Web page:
The knowledgeable accept that rather flying into Cusco (3,416 metres ASL) and going straight on to Machu Picchu, it is much better to spend at least a night in the stress-free Sacred Valley, 2,870 metres ASL and an hour’s drive from Cusco. Continue on to Machu Picchu feeling relaxed, and acclimatised to the altitude.
Willka T’ika, one of the Sacred Valley’s resorts, stresses its concentration on genuine mind, body and spirit experiences. Nearby ancient Incan ruins, ceremonial sites, temples and an abundance of cultural activities beckon. For hikers, winding rivers, charming villages and high mountain meadows where herds of llama and alpaca graze await exploration.
Willka T’ika was founded 1994 by Carol Cumes. The 26 rooms range from single to three-person, and minimum stay is one night. Meals here are an exotic, vegetarian fusion of Andean, American, South Asian and African flavours. The dishes incorporate high-protein Andean grains and legumes, as well as organic, freshly harvested vegetables and salads grown on-site. All guests can take part in daily yoga sessions, and spend healing relaxation time in the tranquil environs of the lush 7 Chakra Gardens, which is also home to an ancient Lucuma tree, the fruit of which is an antioxidant-rich superfood. The Willka T’ika experience can also include such traditional spa treatments and ancient healing arts sessions as crystal light therapy sessions and outdoor floral solar baths. Traditional Andean healers guide guests through ancient Incan and Quechua rituals including a ceremony of offerings to Pachamama, and a chakra-energising, two-hour Earth dance known as a Panchadanza.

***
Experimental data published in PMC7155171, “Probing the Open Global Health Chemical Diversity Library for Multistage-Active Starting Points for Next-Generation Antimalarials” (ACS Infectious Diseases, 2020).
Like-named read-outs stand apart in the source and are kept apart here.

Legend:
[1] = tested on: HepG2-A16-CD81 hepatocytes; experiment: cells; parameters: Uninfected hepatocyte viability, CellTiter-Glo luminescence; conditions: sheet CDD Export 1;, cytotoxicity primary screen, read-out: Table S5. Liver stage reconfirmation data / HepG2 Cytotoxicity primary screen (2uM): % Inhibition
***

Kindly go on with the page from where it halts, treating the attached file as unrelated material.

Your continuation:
There are other Sacred Valley resorts, say Belmond‘s Hotel Rio Sagrado and Marriott’s Hotel Tambo del Inka, a Luxury Collection Hotel. What makes Willka T’ika stand out is WTCF, Willka T’ika Children’s Fund. From its start, the hotel has supported local Andean schools. Etelvino Quispe Huaman, one of the earliest beneficiaries, is now a graduate law student in Cusco. At his elementary school, WTCF provided transport to overcome the need to walk 90 minutes each way, it supplied books and other necessities, and hot lunches, and it has followed through so that Etelvino Quispe Huaman still has lodging and transport support.
As he says, today, “My dream is to be able to use my studies to help people in my local community improve their lives. I want to work with the communities, legislation and government to bring the same opportunities I had to other people”.